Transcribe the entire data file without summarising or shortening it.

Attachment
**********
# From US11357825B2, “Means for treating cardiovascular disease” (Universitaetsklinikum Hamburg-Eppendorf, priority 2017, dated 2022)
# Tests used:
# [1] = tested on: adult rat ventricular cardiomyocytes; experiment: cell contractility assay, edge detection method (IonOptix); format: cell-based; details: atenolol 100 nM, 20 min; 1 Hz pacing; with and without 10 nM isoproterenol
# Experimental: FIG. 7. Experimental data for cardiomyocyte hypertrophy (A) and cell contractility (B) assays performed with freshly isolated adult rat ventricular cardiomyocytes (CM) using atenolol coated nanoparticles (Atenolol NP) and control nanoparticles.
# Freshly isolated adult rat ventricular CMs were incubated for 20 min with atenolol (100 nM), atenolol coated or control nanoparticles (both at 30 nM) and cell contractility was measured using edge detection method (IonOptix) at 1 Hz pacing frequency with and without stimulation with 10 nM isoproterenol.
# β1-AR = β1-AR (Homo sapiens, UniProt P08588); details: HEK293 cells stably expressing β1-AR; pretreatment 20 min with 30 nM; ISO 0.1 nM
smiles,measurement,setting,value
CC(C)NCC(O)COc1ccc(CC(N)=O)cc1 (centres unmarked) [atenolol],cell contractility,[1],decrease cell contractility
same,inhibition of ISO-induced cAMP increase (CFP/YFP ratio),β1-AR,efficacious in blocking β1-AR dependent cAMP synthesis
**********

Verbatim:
# From US11357825B2, “Means for treating cardiovascular disease” (Universitaetsklinikum Hamburg-Eppendorf, priority 2017, dated 2022)
# Tests used:
# [1] = tested on: adult rat ventricular cardiomyocytes; experiment: cell contractility assay, edge detection method (IonOptix); format: cell-based; details: atenolol 100 nM, 20 min; 1 Hz pacing; with and without 10 nM isoproterenol
# Experimental: FIG. 7. Experimental data for cardiomyocyte hypertrophy (A) and cell contractility (B) assays performed with freshly isolated adult rat ventricular cardiomyocytes (CM) using atenolol coated nanoparticles (Atenolol NP) and control nanoparticles.
# Freshly isolated adult rat ventricular CMs were incubated for 20 min with atenolol (100 nM), atenolol coated or control nanoparticles (both at 30 nM) and cell contractility was measured using edge detection method (IonOptix) at 1 Hz pacing frequency with and without stimulation with 10 nM isoproterenol.
# β1-AR = β1-AR (Homo sapiens, UniProt P08588); details: HEK293 cells stably expressing β1-AR; pretreatment 20 min with 30 nM; ISO 0.1 nM
smiles,measurement,setting,value
CC(C)NCC(O)COc1ccc(CC(N)=O)cc1 (centres unmarked) [atenolol],cell contractility,[1],decrease cell contractility
same,inhibition of ISO-induced cAMP increase (CFP/YFP ratio),β1-AR,efficacious in blocking β1-AR dependent cAMP synthesis